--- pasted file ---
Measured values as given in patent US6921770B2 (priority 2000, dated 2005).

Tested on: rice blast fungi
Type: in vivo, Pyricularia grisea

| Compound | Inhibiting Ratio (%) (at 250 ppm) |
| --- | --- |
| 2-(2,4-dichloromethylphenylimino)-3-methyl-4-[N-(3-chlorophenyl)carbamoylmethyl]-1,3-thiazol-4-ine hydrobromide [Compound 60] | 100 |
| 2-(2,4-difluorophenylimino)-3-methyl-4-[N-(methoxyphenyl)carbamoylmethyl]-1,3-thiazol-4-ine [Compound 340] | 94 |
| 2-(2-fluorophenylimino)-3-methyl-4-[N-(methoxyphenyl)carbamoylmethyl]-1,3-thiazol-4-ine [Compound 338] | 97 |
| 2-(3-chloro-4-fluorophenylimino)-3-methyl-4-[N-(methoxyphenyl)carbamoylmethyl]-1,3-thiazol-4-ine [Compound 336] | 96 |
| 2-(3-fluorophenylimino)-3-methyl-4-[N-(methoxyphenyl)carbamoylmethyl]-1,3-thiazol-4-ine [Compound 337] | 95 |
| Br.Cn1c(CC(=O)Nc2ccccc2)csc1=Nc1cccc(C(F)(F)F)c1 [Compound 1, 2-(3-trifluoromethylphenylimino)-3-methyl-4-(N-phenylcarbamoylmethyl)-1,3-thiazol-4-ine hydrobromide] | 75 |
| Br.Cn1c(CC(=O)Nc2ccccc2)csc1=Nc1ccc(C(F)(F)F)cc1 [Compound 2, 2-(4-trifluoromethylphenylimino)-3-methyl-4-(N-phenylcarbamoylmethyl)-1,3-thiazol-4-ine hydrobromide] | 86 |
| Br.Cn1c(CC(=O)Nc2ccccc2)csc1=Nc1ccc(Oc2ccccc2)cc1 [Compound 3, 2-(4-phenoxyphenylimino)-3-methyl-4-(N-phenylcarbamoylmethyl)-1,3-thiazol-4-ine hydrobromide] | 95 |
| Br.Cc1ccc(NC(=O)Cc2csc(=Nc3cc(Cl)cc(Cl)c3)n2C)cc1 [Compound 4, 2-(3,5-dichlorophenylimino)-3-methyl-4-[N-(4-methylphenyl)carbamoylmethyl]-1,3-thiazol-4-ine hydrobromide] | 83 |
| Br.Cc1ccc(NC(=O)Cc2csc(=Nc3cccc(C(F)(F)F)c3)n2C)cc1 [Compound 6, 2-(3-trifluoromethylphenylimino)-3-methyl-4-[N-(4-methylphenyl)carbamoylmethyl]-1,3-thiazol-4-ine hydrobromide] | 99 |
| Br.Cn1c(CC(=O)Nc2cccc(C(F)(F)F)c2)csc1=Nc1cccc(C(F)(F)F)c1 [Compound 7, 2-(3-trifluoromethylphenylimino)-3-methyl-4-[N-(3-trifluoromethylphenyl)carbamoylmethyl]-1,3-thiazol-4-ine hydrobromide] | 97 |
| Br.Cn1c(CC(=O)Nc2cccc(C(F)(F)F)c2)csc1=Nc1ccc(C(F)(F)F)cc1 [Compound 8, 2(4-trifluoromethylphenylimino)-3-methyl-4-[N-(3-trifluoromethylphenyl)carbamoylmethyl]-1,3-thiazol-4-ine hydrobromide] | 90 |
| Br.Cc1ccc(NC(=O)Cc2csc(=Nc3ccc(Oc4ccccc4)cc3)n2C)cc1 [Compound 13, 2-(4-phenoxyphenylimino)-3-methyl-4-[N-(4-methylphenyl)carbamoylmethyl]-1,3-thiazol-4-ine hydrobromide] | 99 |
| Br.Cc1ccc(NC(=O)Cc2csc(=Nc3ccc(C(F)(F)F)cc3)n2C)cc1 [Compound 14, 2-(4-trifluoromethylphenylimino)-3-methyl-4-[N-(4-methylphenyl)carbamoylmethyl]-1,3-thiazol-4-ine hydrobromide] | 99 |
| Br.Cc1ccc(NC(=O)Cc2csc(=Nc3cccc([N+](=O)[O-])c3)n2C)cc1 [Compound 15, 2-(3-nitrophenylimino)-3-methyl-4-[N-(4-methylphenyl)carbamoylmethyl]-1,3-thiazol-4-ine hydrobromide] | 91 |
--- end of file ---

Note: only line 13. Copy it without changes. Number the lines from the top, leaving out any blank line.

| Br.Cn1c(CC(=O)Nc2ccccc2)csc1=Nc1ccc(Oc2ccccc2)cc1 [Compound 3, 2-(4-phenoxyphenylimino)-3-methyl-4-(N-phenylcarbamoylmethyl)-1,3-thiazol-4-ine hydrobromide] | 95 |